It is anticipated that some implementations will include multiple processors 1692. In one embodiment, each processor 1692 will include an output line (not depicted) such that each of the output lines is wired-OR'd together. In some embodiments, the output lines are inverted prior to being connected to the wired-OR line. This configuration enables a quick determination during the program verification process of when the programming process has completed because the state machine receiving the wired-OR can determine when all bits being programmed have reached the desired level. For example, when each bit has reached its desired level, a logic zero for that bit will be sent to the wired-OR line (or a data one is inverted). When all bits output a data 0 (or a data one inverted), then the state machine knows to terminate the programming process. Because each processor communicates with eight sense modules, the state machine needs to read the wired-OR line eight times, or logic is added to processor 1692 to accumulate the results of the associated bit lines such that the state machine need only read the wired-OR line one time. Similarly, by choosing the logic levels correctly, the global state machine can detect when the first bit changes its state and change the algorithms accordingly.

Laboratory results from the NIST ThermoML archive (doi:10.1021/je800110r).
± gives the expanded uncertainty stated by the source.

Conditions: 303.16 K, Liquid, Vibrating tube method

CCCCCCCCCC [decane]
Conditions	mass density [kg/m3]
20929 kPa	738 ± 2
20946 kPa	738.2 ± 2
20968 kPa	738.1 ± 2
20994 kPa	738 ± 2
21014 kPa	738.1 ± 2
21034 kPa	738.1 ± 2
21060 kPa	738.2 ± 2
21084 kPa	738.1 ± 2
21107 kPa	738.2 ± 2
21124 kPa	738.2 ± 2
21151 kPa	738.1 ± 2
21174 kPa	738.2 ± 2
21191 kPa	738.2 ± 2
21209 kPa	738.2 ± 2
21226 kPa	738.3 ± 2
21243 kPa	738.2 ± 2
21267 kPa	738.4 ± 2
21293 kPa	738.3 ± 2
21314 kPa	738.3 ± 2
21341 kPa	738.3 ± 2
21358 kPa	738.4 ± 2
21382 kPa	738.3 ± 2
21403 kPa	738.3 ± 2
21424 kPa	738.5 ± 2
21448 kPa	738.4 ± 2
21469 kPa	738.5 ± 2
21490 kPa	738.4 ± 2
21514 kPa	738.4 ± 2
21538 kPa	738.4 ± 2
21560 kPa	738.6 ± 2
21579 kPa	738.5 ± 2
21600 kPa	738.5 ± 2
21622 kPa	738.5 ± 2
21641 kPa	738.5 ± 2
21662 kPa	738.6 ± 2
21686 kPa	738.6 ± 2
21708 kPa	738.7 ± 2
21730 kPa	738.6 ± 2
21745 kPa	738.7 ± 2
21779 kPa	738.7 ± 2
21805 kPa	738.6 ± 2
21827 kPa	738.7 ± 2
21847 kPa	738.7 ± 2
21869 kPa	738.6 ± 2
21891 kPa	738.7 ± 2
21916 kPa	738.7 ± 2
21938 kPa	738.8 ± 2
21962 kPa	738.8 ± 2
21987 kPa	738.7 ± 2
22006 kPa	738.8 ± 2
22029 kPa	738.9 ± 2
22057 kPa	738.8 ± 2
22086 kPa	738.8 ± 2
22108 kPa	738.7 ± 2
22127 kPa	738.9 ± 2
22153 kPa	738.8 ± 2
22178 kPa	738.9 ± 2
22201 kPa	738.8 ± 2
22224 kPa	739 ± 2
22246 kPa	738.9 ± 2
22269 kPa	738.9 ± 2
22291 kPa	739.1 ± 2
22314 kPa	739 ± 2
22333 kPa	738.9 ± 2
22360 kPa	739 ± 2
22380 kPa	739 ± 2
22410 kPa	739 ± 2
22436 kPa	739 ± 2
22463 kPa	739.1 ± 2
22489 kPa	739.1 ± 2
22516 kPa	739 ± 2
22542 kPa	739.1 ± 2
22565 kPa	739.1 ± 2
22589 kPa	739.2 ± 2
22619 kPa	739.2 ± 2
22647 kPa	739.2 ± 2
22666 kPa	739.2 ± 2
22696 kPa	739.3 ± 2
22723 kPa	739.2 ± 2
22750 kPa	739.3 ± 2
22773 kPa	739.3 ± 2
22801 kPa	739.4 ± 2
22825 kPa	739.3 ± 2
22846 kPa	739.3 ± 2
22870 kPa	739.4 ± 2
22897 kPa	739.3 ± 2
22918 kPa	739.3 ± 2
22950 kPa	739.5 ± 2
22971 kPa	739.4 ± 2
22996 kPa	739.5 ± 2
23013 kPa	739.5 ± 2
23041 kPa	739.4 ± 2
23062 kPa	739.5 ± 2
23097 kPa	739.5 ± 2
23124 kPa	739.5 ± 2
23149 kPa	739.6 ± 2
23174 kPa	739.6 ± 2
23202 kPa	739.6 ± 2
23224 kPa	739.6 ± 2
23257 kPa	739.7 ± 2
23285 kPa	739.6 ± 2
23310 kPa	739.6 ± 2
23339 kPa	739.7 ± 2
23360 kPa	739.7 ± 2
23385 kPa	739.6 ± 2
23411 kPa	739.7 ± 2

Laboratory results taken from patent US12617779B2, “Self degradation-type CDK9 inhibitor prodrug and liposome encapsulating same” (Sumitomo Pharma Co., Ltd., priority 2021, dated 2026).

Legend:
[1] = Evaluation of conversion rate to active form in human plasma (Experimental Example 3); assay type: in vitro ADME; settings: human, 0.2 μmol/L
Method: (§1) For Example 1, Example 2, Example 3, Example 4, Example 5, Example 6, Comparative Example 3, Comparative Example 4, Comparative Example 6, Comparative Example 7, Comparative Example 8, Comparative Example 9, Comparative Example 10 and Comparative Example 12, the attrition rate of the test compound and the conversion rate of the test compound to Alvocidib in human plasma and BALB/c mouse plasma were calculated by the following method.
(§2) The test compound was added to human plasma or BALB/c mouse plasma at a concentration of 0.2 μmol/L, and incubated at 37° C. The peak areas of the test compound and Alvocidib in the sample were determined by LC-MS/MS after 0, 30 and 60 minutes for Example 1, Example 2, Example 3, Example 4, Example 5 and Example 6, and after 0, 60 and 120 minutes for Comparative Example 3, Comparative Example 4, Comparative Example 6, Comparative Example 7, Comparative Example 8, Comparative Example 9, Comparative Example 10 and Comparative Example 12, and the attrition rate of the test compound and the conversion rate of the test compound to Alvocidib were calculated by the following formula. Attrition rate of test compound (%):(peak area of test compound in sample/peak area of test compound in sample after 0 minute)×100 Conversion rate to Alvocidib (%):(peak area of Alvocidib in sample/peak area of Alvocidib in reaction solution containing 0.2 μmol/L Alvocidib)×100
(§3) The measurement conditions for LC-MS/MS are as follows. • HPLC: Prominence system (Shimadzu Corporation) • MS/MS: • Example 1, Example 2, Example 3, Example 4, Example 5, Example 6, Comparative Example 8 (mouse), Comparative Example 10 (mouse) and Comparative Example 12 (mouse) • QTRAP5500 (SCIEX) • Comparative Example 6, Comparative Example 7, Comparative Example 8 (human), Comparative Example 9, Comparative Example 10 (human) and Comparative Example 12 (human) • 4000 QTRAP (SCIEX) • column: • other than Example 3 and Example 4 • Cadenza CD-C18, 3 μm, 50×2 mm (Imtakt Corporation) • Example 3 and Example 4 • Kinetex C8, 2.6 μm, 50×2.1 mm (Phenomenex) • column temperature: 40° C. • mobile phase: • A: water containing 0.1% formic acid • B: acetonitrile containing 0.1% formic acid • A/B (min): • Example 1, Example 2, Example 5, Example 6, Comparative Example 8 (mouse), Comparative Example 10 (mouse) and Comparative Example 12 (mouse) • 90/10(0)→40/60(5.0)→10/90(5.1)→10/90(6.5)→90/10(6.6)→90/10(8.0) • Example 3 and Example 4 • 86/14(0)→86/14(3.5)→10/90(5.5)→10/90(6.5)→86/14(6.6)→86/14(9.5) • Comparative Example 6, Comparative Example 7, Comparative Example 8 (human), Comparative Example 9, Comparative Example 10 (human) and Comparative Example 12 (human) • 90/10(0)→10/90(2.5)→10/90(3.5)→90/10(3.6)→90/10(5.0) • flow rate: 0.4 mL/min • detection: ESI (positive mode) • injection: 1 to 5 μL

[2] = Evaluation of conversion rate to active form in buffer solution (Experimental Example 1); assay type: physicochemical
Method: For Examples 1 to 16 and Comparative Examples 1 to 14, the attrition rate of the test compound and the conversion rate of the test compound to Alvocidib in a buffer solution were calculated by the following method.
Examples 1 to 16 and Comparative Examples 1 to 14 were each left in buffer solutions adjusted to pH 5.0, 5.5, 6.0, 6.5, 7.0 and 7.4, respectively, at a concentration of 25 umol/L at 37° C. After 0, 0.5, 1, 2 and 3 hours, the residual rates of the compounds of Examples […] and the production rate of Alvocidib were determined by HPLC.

During program or verify, the data to be programmed is stored in the set of data latches 1694 from the data bus 1620. The program operation, under the control of the state machine, comprises a series of programming voltage pulses applied to the control gates of the addressed storage elements. Each programming pulse is followed by a read back (verify) to determine if the storage element has been programmed to the desired memory state. Processor 1692 monitors the read back memory state relative to the desired memory state. When the two are in agreement, the processor 1692 sets the bit line latch 1682 so as to cause the bit line to be pulled to a state designating program inhibit. This inhibits the storage element coupled to the bit line from further programming even if programming pulses appear on its control gate. In other embodiments the processor initially loads the bit line latch 1682 and the sense circuitry sets it to an inhibit value during the verify process.